8.3.4. Teams: Integration Team (Leadership), Point Component Team (Operations), Support Component Team (Intelligence)

8.4. Team effectiveness factors

8.4.1. Context

8.4.2. Composition

8.4.3. Process

8.5. Group roles

8.5.1. Functional roles - Patterns of behavior adopted based on expectations about function of a position

8.5.2. Team roles - individual tendencies to adopt certain roles in a team

8.6. Potential team member roles

8.6.1. Adviser, Linker, Creator, Promoter, Assessor, Organizer, Producer, Controller, Maintainer

8.7. Belbin's team roles

8.7.1. Thinking - Monitor Evaluator, Specialist, Plant

8.7.2. Action - Implementer, Shaper, Completer Finisher

8.7.3. People - Co-ordninator, Resource Investigator, Teamworker

8.7.4. Belbin's principles for building effective teams

8.7.4.1. every team needs optimal balance of functional and team roles, depending on specific goals and tasks

8.7.4.2. team effectiveness depends on team members knowing themselves well and adapt to the team

8.7.4.3. personal/mental abilities = predispositions for some roles, but work against other roles

8.7.4.4. Sufficient balance and breadth of team roles for optimal resources usage

8.8. Norms

8.8.1. rules governing appropriate/inappropriate behavior for members

8.8.2. important for regulating group activities, helping achieve shared goals

8.8.3. Purposes: faciliate group production, help commit work group members to producing higher-qualitiy products/Services, increase predictability of members' behavior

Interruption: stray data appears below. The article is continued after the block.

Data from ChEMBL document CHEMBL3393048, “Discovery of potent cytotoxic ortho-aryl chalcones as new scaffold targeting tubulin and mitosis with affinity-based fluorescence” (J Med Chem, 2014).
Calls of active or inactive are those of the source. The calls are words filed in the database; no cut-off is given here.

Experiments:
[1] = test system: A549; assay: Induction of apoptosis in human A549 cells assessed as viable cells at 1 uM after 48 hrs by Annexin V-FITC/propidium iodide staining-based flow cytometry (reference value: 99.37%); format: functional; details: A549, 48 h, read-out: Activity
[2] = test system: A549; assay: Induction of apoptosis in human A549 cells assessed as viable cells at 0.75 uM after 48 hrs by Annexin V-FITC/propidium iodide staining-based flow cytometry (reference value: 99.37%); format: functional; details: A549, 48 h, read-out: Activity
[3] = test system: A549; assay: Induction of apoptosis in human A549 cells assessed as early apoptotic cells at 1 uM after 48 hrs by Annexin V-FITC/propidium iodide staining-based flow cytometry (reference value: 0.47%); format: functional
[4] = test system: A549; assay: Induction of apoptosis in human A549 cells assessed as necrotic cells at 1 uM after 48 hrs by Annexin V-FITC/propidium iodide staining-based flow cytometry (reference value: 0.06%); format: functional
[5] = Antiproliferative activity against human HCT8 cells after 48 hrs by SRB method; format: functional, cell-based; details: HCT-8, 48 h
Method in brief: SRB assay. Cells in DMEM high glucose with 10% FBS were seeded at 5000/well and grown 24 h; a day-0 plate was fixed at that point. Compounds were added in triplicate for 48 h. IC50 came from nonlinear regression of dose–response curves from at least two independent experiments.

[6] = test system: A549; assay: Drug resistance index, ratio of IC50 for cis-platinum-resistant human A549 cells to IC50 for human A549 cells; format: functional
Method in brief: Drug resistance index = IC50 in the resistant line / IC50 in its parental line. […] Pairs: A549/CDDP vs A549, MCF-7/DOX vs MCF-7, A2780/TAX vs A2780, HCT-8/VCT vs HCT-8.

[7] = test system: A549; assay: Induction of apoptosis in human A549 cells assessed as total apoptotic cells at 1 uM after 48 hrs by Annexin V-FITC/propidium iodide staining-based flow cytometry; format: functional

8.9. Organizational socialization

8.9.1. Employees become integrated into work groups and develop specific work skills and abilities

8.10. Basic group processes

8.10.1. Conformity

8.10.2. Group cohesiveness (We-they Feeling)

8.10.3. Group efficacy

8.11. Cooperation and competition in work groups

8.11.1. Cooperation

8.11.1.1. critical to effective functioning

8.11.1.2. task interdependance

8.11.1.3. social loafing - less effort than when working alone

8.11.2. Competition

8.11.2.1. Can lead to conflict

8.12. Conflict in work groups/organizations

8.12.1. Conflict

8.12.1.1. natural process, occur at a number of levels within work organizations

8.12.2. Levels of conflict

8.12.2.1. interindividual conflict between two people

8.12.2.2. intragroup conflict between one Person/fraction within a group and the other group members

8.12.3. Sources of conflict

8.12.3.1. various (individual, organization)

8.12.4. Conflict outcomes

8.12.4.1. Positive - motivates workers, stimulates them to be creative, improves quality of decisions

8.12.4.2. Negative - disrupts group work activities, social relationships, reduction of group cohesivness

8.12.5. Managing conflict

8.12.5.1. regulating the level of conflict

8.12.5.2. 5 conflict resolution strategies (accomodation, collaboration, compromise, avoidance, competition)

8.12.5.3. Helping strategies: understand/manage individual conflict behavior, effectiely lead the team when in conflict

8.13. Group decision-making processes

8.13.1. Autocratic decision making

8.13.1.1. Group leader makes decisions

8.13.1.2. Consultative decision making

8.13.2. Democratic decision making

8.13.2.1. based on majority rule

8.14. Groupthink

8.14.1. concurrence-seeking tendency that overrides the ability of a cohesive group to make critical decisions

8.15. Group polarization

8.15.1. When all think alike, then noone is thinking

8.16. Communication-based team phenomena

8.16.1. functional perspective

8.16.1.1. communication instrumental for successful problem solving, decision making in groups/teams

8.16.1.2. Intragroup interaction processes are the essential element linking inputs to group outcomes

8.16.2. Social exchange theory